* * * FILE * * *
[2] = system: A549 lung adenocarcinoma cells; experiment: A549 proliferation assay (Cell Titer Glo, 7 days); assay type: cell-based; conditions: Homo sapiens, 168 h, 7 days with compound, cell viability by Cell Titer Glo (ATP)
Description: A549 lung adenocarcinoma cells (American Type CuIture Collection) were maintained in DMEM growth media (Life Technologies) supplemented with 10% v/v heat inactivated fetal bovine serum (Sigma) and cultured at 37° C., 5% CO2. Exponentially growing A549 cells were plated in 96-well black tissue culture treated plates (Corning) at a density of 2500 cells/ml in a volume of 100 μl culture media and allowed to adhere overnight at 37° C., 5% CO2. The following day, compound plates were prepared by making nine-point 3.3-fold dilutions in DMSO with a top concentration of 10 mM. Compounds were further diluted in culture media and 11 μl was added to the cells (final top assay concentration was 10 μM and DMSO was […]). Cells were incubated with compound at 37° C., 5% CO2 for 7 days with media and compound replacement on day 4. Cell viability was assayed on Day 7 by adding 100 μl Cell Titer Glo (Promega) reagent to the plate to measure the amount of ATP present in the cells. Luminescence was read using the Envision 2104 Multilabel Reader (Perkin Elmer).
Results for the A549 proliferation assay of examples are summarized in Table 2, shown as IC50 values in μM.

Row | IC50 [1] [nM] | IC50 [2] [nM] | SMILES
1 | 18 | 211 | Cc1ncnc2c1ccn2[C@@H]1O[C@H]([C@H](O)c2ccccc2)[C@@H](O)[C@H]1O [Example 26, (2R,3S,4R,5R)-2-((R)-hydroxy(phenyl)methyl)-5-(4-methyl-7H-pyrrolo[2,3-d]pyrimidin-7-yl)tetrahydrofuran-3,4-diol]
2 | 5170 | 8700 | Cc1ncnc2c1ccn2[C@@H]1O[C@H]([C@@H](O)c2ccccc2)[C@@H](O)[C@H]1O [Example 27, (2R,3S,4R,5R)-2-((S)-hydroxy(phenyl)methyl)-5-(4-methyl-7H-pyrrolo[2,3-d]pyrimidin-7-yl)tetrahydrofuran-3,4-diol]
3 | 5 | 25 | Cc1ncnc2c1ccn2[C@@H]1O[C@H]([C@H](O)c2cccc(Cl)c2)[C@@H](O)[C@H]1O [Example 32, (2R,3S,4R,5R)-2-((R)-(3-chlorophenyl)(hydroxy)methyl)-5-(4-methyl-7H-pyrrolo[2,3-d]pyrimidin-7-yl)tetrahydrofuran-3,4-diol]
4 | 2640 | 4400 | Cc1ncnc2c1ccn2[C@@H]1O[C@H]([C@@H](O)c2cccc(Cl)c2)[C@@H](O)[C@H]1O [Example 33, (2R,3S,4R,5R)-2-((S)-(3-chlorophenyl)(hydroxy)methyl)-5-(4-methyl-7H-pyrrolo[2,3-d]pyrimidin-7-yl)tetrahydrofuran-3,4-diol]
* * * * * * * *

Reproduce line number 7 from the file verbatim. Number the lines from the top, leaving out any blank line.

3 | 5 | 25 | Cc1ncnc2c1ccn2[C@@H]1O[C@H]([C@H](O)c2cccc(Cl)c2)[C@@H](O)[C@H]1O [Example 32, (2R,3S,4R,5R)-2-((R)-(3-chlorophenyl)(hydroxy)methyl)-5-(4-methyl-7H-pyrrolo[2,3-d]pyrimidin-7-yl)tetrahydrofuran-3,4-diol]